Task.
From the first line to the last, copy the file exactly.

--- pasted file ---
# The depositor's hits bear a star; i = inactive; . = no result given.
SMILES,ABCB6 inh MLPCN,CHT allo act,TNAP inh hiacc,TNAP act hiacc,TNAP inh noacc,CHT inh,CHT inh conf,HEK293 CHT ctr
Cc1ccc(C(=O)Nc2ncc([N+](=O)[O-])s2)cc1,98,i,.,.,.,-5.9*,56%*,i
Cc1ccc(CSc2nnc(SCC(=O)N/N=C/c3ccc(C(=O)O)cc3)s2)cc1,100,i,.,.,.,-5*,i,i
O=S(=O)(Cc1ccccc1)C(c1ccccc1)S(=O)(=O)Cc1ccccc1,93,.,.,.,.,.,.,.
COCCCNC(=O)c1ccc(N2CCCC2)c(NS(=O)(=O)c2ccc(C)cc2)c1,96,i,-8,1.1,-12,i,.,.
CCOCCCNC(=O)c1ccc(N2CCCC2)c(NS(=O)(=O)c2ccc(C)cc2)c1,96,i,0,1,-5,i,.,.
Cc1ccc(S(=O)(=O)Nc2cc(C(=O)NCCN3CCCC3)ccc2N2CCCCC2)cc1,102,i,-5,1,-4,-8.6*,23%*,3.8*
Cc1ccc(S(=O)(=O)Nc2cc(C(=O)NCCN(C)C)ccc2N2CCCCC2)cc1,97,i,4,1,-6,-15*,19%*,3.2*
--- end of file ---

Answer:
# The depositor's hits bear a star; i = inactive; . = no result given.
SMILES,ABCB6 inh MLPCN,CHT allo act,TNAP inh hiacc,TNAP act hiacc,TNAP inh noacc,CHT inh,CHT inh conf,HEK293 CHT ctr
Cc1ccc(C(=O)Nc2ncc([N+](=O)[O-])s2)cc1,98,i,.,.,.,-5.9*,56%*,i
Cc1ccc(CSc2nnc(SCC(=O)N/N=C/c3ccc(C(=O)O)cc3)s2)cc1,100,i,.,.,.,-5*,i,i
O=S(=O)(Cc1ccccc1)C(c1ccccc1)S(=O)(=O)Cc1ccccc1,93,.,.,.,.,.,.,.
COCCCNC(=O)c1ccc(N2CCCC2)c(NS(=O)(=O)c2ccc(C)cc2)c1,96,i,-8,1.1,-12,i,.,.
CCOCCCNC(=O)c1ccc(N2CCCC2)c(NS(=O)(=O)c2ccc(C)cc2)c1,96,i,0,1,-5,i,.,.
Cc1ccc(S(=O)(=O)Nc2cc(C(=O)NCCN3CCCC3)ccc2N2CCCCC2)cc1,102,i,-5,1,-4,-8.6*,23%*,3.8*
Cc1ccc(S(=O)(=O)Nc2cc(C(=O)NCCN(C)C)ccc2N2CCCCC2)cc1,97,i,4,1,-6,-15*,19%*,3.2*